I got there when Irish Louis Brennan is to finish the set accompanied by an electric band with pedal steel in evidence. Full-bodied and fun sound, definitely country oriented, that entertains but does not leave its mark. Definitely much more interesting, the performance by Miko Marks at Hackney Social. Miko comes from Michigan and has a warm and soul voice. The sound is an explosion of country and Rhythm’n’Blues. Echoes of Yola, Dixie Chicks but above all, the great music of the seventies that characterizes her latest album Feel Like Going Home. The next stop was the Moth Club, renamed “Canada House” for its program entirely dedicated to Canadian bands and songwriters. Catherine MacLellan comes from one of the most remote and evocative places in Canada: Prince Edward Island. She records with the True North Records by Bruce Cockburn and has collaborated with artists of a high caliber such as Murray McLauchlan, Barney Bentall and Stephen Fearing. She has recorded a dozen albums including a tribute to her father, the legendary songwriter Gene MacLellan, who wrote songs for Elvis, Joan Baez, Bing Crosby and Loretta Lynn. Catherine MacLellan took part into the double cd When the Wind Blows dedicated to Townes Van Zandt and published by Appaloosa Records in 2019 with a poignant version of When She Don’t Need Me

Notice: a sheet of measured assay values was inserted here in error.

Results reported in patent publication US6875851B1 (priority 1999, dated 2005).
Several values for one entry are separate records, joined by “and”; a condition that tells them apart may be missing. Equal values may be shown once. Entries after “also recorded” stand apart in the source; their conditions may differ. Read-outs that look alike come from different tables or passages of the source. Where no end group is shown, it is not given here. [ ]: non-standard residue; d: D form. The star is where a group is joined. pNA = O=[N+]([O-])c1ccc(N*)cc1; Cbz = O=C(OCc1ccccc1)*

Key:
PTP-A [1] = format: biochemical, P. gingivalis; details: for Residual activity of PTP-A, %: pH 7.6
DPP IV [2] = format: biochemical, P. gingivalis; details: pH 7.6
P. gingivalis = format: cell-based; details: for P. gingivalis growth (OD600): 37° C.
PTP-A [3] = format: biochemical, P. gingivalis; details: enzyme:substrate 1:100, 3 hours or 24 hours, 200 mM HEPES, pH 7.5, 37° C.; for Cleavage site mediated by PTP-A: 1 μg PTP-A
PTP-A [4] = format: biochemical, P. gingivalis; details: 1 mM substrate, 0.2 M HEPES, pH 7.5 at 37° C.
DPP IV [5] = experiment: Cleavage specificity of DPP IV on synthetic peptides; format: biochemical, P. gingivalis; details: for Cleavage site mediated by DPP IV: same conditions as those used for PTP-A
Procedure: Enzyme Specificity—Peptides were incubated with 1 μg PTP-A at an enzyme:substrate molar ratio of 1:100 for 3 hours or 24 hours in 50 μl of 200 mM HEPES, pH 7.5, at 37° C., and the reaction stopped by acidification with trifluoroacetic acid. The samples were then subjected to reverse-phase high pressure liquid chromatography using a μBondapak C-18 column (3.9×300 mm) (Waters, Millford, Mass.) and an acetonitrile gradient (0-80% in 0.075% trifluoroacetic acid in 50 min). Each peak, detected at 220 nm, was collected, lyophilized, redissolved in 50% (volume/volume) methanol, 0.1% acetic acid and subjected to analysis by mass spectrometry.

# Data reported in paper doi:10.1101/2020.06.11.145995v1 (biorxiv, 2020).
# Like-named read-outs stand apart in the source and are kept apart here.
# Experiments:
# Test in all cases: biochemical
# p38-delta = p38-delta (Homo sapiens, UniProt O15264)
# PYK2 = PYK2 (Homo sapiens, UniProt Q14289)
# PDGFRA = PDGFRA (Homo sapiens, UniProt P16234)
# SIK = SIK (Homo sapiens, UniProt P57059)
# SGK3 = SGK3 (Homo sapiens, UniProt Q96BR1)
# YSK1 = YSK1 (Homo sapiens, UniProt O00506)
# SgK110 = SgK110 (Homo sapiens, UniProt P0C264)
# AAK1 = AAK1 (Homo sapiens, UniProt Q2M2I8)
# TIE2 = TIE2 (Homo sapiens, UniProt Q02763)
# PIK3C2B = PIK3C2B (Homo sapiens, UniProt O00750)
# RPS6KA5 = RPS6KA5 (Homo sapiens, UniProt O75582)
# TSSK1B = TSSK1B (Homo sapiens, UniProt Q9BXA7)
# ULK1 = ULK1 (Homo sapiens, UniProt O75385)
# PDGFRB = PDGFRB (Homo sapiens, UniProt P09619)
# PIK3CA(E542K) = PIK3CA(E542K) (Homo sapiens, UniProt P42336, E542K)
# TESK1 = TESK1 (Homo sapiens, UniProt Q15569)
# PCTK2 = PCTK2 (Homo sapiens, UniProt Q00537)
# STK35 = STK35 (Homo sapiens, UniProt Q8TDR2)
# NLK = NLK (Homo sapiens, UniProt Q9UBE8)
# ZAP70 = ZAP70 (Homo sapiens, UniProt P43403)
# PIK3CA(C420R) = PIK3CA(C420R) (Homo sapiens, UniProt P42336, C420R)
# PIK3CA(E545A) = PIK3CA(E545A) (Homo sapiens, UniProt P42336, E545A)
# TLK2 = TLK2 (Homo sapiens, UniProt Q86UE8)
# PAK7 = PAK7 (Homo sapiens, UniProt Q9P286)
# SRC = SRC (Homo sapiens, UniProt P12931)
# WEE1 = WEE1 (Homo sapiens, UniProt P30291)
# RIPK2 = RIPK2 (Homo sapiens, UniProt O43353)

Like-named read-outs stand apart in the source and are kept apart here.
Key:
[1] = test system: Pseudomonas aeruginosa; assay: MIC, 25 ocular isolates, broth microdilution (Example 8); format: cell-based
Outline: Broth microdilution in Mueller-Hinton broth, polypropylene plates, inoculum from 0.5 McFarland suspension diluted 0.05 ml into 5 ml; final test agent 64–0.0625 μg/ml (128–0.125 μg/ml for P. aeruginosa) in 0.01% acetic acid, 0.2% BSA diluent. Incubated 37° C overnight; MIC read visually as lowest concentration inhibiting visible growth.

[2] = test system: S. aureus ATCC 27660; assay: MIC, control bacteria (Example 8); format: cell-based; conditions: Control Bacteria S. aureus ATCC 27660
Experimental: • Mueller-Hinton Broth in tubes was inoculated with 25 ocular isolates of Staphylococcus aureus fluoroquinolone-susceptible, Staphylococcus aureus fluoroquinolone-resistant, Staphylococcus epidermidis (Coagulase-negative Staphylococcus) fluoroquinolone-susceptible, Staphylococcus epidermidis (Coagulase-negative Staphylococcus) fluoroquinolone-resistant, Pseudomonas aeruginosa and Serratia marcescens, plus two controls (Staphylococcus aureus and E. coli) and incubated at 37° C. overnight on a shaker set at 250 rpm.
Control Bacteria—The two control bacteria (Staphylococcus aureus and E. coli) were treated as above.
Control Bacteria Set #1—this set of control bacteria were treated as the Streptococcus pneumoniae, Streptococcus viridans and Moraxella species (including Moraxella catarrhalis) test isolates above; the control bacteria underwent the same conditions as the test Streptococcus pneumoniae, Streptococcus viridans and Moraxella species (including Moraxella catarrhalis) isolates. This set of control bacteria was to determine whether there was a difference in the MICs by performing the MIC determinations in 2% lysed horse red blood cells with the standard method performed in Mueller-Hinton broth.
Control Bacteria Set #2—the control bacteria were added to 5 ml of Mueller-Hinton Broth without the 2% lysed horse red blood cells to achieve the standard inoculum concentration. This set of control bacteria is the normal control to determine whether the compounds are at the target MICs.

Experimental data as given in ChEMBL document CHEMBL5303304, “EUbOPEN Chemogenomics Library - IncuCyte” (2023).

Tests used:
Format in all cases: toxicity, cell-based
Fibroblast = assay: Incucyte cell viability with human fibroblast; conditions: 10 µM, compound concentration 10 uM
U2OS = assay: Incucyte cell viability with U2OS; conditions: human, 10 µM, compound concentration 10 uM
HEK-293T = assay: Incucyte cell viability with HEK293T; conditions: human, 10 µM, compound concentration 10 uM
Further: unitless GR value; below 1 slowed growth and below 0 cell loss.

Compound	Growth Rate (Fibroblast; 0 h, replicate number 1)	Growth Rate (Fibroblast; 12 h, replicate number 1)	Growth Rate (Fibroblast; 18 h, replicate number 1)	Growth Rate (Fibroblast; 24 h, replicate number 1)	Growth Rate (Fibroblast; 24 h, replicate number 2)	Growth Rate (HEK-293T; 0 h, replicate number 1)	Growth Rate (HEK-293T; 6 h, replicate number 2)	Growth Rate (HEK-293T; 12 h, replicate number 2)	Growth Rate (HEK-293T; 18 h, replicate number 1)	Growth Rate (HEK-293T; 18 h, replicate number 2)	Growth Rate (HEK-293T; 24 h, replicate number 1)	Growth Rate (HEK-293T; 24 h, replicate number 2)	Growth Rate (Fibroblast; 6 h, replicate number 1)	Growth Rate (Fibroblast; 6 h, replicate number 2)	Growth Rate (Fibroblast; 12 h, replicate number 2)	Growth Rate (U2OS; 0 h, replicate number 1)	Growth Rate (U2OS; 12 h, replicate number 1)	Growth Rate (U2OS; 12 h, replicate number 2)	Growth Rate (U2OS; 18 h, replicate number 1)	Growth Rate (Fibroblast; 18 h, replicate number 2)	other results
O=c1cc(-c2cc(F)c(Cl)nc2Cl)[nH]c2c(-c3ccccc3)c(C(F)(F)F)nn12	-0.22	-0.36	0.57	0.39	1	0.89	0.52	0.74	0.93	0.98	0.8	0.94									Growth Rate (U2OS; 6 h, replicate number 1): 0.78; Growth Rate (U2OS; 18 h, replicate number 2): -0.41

At the Moth, I met several Canadian friends starting with Luke Doucet and Melissa Mcclelland who for some years have been sharing the Whitehorse band and the girls of Six Shooters Records, Canadian cult label affiliated with Thirty Tigers that made me discover really interesting artists such as Luke Doucet himself, Justin Rutledge, Sam Outlaws, the Dead South and especially NQ Arbuckle. His first two albums Hanging the Battle-Scarred Pinata in 2002 and then The Last Supper in a Cheap Town in 2005’s were a nice mix of Shane McGowan, Tom Waits, Steve Earle, Fred Eaglesmith and the Crash Test Dumnies. 

Once left the Moth, I was back to Hackney Social for another high-level Canadian proposal, Madison Violet formed by Lisa MacIsaac and Brenley MacEachern. They presented their new album Eleven, highlighting the intertwining vocals and the melodies between pop and bluegrass that make me remember the Indigo Girls. I ended my evening at the Hackney Church Brew Company where, in addition to music, you can enjoy craft beers. On stage there was the “queen of the Finnish country Outlaws” performing, Mikaele Finne, but the real surprise was Brennen Leigh, who perfectly embodies the stereotype of the honky-tonk woman, so trendy now in the “Americana” scene. There are a great ferment of young songwriters who are inspired to the old west with Johnny Cash, Townes Van Zandt and Loretta Lynn in their heart, from Sierra Ferrell, Margo Price, Kassi Valazza, Amanda Shires, Courtney Marie Andrews, Bella White, Riddy Arman and Margo Cilker. A feminine response to Colter Wall, Tyler Childers, Corb Lund and Sturgill Simpson. Brennen Leigh is definitely one of the most interesting names in this scene and she is literally “Obsessed with the west” so much so as to title her last album produced and recorded with Asleep at the Wheels, the band she has worked with for many years. In the London brewery, Brannen came on stage without a band, highlighting all her qualities of vocalist and guitarist. A very convincing proof! I really wish to see her again live with all the band, maybe with Asleep at The Wheel!